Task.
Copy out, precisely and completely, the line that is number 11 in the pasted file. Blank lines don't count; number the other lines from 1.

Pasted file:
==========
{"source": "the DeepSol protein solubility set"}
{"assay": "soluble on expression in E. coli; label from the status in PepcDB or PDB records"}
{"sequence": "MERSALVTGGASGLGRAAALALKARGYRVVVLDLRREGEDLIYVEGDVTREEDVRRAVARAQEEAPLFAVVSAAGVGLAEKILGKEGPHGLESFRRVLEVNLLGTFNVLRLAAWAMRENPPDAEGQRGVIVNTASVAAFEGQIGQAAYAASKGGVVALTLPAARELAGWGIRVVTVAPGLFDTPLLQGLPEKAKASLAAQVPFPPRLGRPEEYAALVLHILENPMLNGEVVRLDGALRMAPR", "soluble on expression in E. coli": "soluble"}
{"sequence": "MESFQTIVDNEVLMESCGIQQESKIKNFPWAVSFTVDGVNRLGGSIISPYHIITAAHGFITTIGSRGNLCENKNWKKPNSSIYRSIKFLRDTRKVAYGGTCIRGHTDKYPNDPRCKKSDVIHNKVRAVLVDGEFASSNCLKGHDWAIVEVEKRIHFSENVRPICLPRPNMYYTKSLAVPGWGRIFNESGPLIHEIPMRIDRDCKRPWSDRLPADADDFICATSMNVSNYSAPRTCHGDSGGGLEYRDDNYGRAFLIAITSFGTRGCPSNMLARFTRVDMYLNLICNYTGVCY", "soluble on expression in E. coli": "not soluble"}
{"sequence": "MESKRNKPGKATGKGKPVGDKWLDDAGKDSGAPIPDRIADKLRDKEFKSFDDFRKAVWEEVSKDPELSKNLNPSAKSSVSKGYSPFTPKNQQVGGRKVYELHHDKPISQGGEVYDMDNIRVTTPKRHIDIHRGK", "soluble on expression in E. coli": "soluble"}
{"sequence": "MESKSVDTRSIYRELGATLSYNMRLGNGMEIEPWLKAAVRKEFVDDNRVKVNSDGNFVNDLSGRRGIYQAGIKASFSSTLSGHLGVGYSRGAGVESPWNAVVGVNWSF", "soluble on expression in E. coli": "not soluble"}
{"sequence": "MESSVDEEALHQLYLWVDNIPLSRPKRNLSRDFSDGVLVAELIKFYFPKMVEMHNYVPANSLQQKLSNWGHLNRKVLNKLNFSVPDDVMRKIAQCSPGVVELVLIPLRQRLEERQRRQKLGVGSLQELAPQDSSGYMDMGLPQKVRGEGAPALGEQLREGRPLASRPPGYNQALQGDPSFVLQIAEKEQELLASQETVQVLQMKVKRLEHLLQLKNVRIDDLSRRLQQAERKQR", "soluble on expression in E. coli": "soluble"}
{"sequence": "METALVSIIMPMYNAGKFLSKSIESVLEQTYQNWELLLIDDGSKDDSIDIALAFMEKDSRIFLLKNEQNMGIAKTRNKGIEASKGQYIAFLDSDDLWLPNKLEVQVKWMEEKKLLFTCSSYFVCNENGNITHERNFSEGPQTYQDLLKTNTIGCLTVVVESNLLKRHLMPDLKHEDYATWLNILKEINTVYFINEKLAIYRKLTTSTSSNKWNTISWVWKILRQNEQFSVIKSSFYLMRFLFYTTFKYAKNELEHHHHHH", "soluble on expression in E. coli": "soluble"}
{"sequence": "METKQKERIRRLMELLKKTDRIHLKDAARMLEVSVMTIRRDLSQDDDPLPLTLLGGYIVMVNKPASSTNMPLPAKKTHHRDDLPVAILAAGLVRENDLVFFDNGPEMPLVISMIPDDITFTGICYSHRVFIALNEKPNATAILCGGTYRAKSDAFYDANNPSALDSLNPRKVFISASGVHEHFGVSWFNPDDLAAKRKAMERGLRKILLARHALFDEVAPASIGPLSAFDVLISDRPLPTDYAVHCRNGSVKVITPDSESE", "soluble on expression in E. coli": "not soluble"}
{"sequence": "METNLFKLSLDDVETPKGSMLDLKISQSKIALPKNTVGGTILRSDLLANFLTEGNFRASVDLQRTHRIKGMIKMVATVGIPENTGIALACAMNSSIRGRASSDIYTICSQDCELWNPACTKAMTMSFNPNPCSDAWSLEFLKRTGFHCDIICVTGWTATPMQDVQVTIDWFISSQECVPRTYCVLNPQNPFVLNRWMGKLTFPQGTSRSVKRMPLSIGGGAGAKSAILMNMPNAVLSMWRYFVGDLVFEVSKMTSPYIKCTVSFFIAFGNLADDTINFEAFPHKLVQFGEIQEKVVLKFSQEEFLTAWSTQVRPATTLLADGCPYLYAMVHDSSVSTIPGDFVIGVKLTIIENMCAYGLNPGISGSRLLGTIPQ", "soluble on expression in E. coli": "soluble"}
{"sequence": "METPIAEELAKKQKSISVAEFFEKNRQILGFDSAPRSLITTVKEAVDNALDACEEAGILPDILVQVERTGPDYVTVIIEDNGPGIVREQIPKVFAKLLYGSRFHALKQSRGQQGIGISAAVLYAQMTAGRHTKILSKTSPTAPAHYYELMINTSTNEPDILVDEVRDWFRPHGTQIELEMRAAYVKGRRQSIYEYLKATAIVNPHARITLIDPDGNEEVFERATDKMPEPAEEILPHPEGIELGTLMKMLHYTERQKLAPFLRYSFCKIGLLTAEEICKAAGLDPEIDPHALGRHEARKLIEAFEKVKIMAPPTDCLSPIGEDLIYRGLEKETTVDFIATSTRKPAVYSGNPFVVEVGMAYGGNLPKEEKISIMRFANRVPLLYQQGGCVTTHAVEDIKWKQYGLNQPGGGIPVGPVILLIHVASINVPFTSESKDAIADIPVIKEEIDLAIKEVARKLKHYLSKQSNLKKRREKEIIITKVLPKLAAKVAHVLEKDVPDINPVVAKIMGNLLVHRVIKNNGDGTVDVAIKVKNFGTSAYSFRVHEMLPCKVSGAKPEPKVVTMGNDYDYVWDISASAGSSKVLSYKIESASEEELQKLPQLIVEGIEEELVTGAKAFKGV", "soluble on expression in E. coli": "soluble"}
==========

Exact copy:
{"sequence": "METPIAEELAKKQKSISVAEFFEKNRQILGFDSAPRSLITTVKEAVDNALDACEEAGILPDILVQVERTGPDYVTVIIEDNGPGIVREQIPKVFAKLLYGSRFHALKQSRGQQGIGISAAVLYAQMTAGRHTKILSKTSPTAPAHYYELMINTSTNEPDILVDEVRDWFRPHGTQIELEMRAAYVKGRRQSIYEYLKATAIVNPHARITLIDPDGNEEVFERATDKMPEPAEEILPHPEGIELGTLMKMLHYTERQKLAPFLRYSFCKIGLLTAEEICKAAGLDPEIDPHALGRHEARKLIEAFEKVKIMAPPTDCLSPIGEDLIYRGLEKETTVDFIATSTRKPAVYSGNPFVVEVGMAYGGNLPKEEKISIMRFANRVPLLYQQGGCVTTHAVEDIKWKQYGLNQPGGGIPVGPVILLIHVASINVPFTSESKDAIADIPVIKEEIDLAIKEVARKLKHYLSKQSNLKKRREKEIIITKVLPKLAAKVAHVLEKDVPDINPVVAKIMGNLLVHRVIKNNGDGTVDVAIKVKNFGTSAYSFRVHEMLPCKVSGAKPEPKVVTMGNDYDYVWDISASAGSSKVLSYKIESASEEELQKLPQLIVEGIEEELVTGAKAFKGV", "soluble on expression in E. coli": "soluble"}